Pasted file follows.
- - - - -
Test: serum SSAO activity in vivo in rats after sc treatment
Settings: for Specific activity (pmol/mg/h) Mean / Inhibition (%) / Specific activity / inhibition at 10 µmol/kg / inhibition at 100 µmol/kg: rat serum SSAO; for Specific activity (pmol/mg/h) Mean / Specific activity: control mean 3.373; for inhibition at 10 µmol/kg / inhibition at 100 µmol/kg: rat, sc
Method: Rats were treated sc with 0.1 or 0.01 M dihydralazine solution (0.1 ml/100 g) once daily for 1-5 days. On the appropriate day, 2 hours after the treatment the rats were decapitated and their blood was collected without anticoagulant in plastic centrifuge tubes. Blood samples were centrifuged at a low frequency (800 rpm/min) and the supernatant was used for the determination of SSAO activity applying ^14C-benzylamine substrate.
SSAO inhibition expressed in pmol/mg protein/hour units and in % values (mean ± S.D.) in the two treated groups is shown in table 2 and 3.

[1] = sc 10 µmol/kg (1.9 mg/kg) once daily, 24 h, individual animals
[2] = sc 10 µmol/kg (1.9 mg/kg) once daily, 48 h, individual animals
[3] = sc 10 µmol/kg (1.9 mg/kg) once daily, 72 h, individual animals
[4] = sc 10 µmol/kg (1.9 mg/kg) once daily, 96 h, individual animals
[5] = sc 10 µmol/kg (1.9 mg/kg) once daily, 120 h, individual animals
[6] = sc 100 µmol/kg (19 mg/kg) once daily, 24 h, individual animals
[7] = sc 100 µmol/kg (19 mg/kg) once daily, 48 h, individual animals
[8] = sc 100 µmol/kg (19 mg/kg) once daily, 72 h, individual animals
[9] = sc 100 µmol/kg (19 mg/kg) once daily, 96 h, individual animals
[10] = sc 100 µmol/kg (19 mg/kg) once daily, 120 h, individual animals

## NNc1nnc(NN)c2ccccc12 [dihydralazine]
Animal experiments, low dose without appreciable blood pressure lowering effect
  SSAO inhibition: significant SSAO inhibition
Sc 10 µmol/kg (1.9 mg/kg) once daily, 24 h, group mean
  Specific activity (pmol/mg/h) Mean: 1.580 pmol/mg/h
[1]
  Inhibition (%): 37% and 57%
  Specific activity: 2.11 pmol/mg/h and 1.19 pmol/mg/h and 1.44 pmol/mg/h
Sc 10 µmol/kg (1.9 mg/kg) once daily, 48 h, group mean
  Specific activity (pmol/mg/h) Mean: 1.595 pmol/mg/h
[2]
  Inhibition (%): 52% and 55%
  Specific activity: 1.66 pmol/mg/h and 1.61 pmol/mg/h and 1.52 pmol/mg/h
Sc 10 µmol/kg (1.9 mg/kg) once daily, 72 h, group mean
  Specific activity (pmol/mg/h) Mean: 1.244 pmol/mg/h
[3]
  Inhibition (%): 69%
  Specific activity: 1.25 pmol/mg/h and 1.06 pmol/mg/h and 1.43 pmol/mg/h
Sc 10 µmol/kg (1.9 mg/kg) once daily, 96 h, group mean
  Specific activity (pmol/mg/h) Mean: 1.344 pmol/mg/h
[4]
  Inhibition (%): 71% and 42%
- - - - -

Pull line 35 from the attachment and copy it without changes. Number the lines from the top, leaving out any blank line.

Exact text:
[4]